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Navigating neurodivergence with Cole Lawrence

May 30th, 2024

Cole Lawrence

Note: Cole wrote this article on the unceded and traditional territory of the Nʔeʔiyk in the region of  Scwʼexmx of the Nlaka'pamux nation.  Content warning: This article mentions suicidal tendencies, admittance to psychiatric facilities, PTSD, Medical Assistance in Dying (MAID), and other potentially disturbing subjects related to mental illness.

In hope of helping others, I want to share my experiences having autism, schizoaffective disorder, and other conditions that were misdiagnosed as mental health issues.  I will also suggest solutions to improve mental health for autistic adults.

Cole Lawrence wearing large sunglasses and looking into the camera. (Cole Lawrence)

A bit about myself 

As a high school student in Prince George, I faced conditions that made it hard to focus on my studies. The school’s response — accusing me of seeking attention — only made things worse. 

Despite having proof from doctors, the school’s false accusations isolated me and stopped me from getting the help I needed. My family and some staff tried to help, but the school didn’t provide my required support. Later, I found out I also had Ehlers-Danlos syndrome and Sunflower syndrome, a rare epileptic condition. 

Being schizoaffective and AudHD, I had a drug addiction in high school that I kept a secret. I turned to pills and capsules to help me cope with overstimulation, Tourette’s Syndrome, OCD, masking, and more. Still, schizoaffective disorder, bipolar disorder, anxiety, C-PTSD, intergenerational trauma, and depression have deep roots in my family history. 

I struggled with suicidal tendencies and even went to the psych ward twice in my late teens to early twenties, but eventually got better treatment.  

Now, I’m in Cognitive Behavioral Therapy and have support from both my biological and chosen family. I am grateful every single day for the support system I have.  

Text that says "mental health" on a light orange background framed by twigs. (Vie Studio/Pexels)
Text that says “mental health” on a light orange background framed by twigs. (Vie Studio/Pexels)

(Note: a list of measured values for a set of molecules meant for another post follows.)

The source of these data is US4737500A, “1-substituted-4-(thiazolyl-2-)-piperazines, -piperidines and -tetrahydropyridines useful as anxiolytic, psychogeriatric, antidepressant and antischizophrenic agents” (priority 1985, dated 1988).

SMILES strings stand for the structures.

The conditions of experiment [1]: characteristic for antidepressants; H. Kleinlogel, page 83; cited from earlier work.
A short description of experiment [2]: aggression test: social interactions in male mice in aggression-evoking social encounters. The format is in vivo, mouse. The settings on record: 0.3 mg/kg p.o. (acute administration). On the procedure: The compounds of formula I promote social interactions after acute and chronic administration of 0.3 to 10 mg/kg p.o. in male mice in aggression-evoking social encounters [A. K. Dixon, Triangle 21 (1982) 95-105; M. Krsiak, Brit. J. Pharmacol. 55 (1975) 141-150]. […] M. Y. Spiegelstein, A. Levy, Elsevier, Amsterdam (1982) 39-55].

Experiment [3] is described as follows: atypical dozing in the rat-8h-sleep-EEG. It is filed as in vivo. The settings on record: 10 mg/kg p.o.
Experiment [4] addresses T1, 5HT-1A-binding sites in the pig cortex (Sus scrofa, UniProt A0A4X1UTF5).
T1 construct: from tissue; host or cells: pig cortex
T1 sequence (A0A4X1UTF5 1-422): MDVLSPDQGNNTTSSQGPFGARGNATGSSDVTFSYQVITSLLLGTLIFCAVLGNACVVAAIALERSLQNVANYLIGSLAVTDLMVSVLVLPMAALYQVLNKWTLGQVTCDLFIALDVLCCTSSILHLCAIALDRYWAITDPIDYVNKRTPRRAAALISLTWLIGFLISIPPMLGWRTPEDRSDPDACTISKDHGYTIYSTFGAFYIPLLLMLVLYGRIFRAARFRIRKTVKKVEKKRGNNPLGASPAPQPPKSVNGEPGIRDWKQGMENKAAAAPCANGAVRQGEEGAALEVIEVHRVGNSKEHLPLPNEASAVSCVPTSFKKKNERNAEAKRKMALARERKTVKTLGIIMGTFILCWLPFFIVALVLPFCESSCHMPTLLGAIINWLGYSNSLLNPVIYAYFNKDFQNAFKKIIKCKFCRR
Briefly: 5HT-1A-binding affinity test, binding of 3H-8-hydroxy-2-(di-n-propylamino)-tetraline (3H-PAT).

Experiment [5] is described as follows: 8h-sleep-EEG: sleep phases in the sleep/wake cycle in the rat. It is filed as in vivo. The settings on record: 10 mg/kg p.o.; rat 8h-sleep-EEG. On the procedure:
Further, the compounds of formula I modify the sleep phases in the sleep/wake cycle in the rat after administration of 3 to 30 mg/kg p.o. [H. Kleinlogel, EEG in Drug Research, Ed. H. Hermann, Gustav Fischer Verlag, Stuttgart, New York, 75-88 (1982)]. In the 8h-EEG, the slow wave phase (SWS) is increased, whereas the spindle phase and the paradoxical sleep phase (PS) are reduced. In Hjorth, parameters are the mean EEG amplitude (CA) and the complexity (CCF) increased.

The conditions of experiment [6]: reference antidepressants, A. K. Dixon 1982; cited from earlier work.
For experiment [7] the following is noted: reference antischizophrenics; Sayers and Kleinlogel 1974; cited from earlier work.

Consequences of untreated mental health conditions 

Before I found proper support, I went through a major health crisis, even considering Medical Assistance in Dying (MAID) due to repeated misdiagnoses. Proper testing showed my various conditions, and with treatment, I felt much better. 

Now in my 20s, not getting treatment for mental health issues has caused problems in my relationships, education, career, and even legal issues. I’m mixed-race, queer, and autistic Dealing with these different parts of my identity has taught me to be strong and accept myself. Discrimination, especially against people with different abilities, affects me a lot, limiting my opportunities and making it hard to navigate a world that’s sometimes unkind to people like me. 

My story shows that it’s crucial to understand physical and mental health for a complete understanding of medical issues. It also highlights the need to break down the barriers of stigma and misunderstanding around mental health, promoting acceptance and a more supportive society. 

In my 20s, untreated mental health conditions had far-reaching consequences: 

  • Strained relationships: Unpredictable mood swings, paranoia, and hallucinations strained connections with family, friends, and others, leading to isolation and a sense of abandonment 
  • Educational and Career Setbacks: Inability to focus coupled with cognitive impairments from PANS/PANDAS and schizoaffective disorder hindered academic pursuits and job stability, stifling aspirations and potential 
  • “Pediatric Autoimmune Neuropsychiatric Disorders Associated with Streptococcal Infections (PANDAS) and Pediatric Acute-Onset Neuropsychiatric Syndrome (PANS) occur after an infection, most commonly a strep infection,” according to the PANDAS Network. “An affected child generally has a sudden, dramatic change in personality, displayed as obsessive-compulsive disorder (OCD), anxiety, tics or other abnormal movements, personality changes, decline in math and handwriting abilities, sensory sensitivities, restrictive eating and more.” 
  • Legal Issues: Untreated conditions led to impulsive behaviours, resulting in legal trouble and exacerbating turmoil 
  • Self-Isolation: Stigma around mental health conditions led to withdrawal from social activities, making it difficult to seek help or confide in others. I started drinking about twice a month. 
  • Physical Health: Stress from untreated mental health conditions took a toll on physical health, exacerbating symptoms and hindering a healthy lifestyle.